Cheekbone • Responsible for the contour of the face

The zygomatic bone is a bone of the skull of the face. High cheekbones give an expressive appearance, which is why the cheekbone often plays a role in cosmetic surgery.

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What is the cheekbone?

The zygomatic bone (Os zygomaticum; also called cheekbone or cheekbone) is a pair of bones of the facial skull that looks roughly square. Paired means that it consists of two parts that look the same on both halves of the face. The bone consists of the zygomatic body and its appendages. As a result, the zygomatic bone has a connection to the frontal bone, sphenoid bone, temporal bone and the upper jaw. Together with the temporal bone, the zygomatic bone forms the zygomatic arch (os temporale).

Where is the cheekbone located?

The cheekbone fits like a chamber between the eye socket, nasal cavity and jaw. One surface (facies orbitalis) participates in the lateral structure of the eye socket (orbita) and one surface (facies temporalis) on the temporal fossa (fossa temporalis). The cheekbones are an outwardly curved surface (facies lateralis). This is why the cheekbones are often referred to colloquially as cheekbones.

What is the function of the cheekbone?

The zygomatic bone fulfills a connection function, as it has connection points to the frontal, sphenoid and temporal bones as well as to the upper jaw. The zygomatic bones thereby form the shape of the face and important muscles attach to them. In addition, the zygomatic pillars transmit the chewing pressure. This main pressure comes from the molars when chewing and can be dissipated through the zygomatic bone to neutralize it.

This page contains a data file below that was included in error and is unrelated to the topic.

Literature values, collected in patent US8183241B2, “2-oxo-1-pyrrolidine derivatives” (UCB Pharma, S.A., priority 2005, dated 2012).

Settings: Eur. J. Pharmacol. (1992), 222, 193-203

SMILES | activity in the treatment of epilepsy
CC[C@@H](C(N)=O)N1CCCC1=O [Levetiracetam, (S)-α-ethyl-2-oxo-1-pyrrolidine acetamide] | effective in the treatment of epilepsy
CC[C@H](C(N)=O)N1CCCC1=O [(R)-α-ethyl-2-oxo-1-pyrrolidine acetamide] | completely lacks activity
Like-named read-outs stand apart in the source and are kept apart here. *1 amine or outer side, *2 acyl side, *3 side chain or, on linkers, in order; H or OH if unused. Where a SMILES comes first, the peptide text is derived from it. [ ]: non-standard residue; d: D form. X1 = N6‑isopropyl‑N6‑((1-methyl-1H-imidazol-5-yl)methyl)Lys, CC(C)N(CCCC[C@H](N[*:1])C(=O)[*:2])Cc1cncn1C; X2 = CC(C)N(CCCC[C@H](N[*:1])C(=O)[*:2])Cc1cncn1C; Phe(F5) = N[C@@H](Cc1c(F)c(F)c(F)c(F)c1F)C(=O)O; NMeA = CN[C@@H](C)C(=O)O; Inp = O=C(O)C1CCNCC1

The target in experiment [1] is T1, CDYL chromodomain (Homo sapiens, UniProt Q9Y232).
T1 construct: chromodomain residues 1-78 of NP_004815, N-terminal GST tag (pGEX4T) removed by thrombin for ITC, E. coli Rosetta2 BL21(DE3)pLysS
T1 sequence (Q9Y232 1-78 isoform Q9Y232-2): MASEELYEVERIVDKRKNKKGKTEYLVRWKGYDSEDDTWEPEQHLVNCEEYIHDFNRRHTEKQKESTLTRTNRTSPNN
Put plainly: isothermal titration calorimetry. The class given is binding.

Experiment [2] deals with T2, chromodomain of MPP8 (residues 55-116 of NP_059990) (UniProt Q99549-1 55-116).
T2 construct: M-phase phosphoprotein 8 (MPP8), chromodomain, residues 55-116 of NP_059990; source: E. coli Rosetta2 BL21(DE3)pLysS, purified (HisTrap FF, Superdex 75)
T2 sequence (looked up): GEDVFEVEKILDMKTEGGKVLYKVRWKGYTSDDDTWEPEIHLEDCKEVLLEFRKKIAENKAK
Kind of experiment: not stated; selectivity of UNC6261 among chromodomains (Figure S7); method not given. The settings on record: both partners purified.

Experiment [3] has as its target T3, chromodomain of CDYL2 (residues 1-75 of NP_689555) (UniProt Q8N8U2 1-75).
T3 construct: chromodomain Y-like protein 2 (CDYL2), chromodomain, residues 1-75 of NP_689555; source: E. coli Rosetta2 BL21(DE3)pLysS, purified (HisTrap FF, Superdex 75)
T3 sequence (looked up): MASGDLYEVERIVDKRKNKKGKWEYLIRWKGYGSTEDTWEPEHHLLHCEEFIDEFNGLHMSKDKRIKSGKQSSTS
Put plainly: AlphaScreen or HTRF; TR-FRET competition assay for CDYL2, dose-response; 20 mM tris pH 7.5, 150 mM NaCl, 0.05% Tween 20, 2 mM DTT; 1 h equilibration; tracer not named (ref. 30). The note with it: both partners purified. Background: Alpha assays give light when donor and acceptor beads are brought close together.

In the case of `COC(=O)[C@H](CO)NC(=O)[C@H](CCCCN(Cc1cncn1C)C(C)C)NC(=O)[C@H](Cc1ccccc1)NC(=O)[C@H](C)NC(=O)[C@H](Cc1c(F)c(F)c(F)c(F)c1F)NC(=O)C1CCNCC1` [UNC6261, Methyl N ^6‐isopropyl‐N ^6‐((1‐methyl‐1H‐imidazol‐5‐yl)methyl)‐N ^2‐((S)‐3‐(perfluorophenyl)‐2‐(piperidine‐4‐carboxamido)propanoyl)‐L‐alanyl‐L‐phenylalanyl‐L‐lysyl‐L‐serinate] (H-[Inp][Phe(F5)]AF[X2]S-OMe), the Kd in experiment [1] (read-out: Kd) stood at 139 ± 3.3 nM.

Fracture of the zygomatic bone: fracture of the face

Due to the prominent position of the zygomatic bone, the bone is particularly susceptible to injuries caused by violence – for example during sports or a slap in the face. The cheekbone fracture is one of the most common facial skull injuries. It can occur, for example, when heads collide while jumping up in soccer or a tennis ball is thrown in the face with full force. Cheekbone contusions are also possible and can be accompanied by pain and swelling.

If the zygomatic bone breaks, there is a risk of impairment in neighboring regions such as the eyes or jaw. This could be, for example, severe pain in the jaw, inability to chew, visual disturbances such as double vision or brief facial paralysis due to pinched facial nerves. An x-ray or computed tomography (CT) scan will reveal the extent of the fracture. A cheekbone fracture is treated surgically.

Cheekbones: cosmetic surgery for a distinctive contour

Since the cheekbone is largely responsible for the contour of the face, cosmetic surgery also deals with the cheekbones. High, pronounced cheekbones are said to be an attribute of attractiveness, especially for women. Therefore, there may be a desire to highlight the cheekbones through a surgical measure. Such an operation may also be desirable for an asymmetrical face.

With a cheek correction, the cheek fullness is built up so that the cheekbones appear more pronounced. Various methods can be used for this:

  • Higher cheekbones from implants: To enlarge the cheeks, a surgeon places implants – made of silicone, for example – on the inside of the cheekbones. The implants remain in the body permanently.

  • Cheek enlargement through injection: Hydroxyapatite (a mineral that is a component of bones), hyaluronic acid or the body’s own fat is injected under the skin. This is intended to create more volume in this area. After an injection, the cheekbones appear temporarily higher: with hydroxyapatite the result lasts for about two years and with hyaluronic acid for about six months. If the body’s own fat is used, it can grow in permanently or it can be completely broken down again after about six months.

According to the German Society for Aesthetic Plastic Surgery (DGÄPC), a cheek correction can cost from 4,000 euros. If the procedure is carried out for purely aesthetic reasons, the health insurance usually does not cover the costs. Congenital malformations, diseases or conditions after a broken bone can be exceptions: Here, the assumption of costs should be clarified in the individual case.

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Source: Lifeline | Das Gesundheitsportal by www.lifeline.de.

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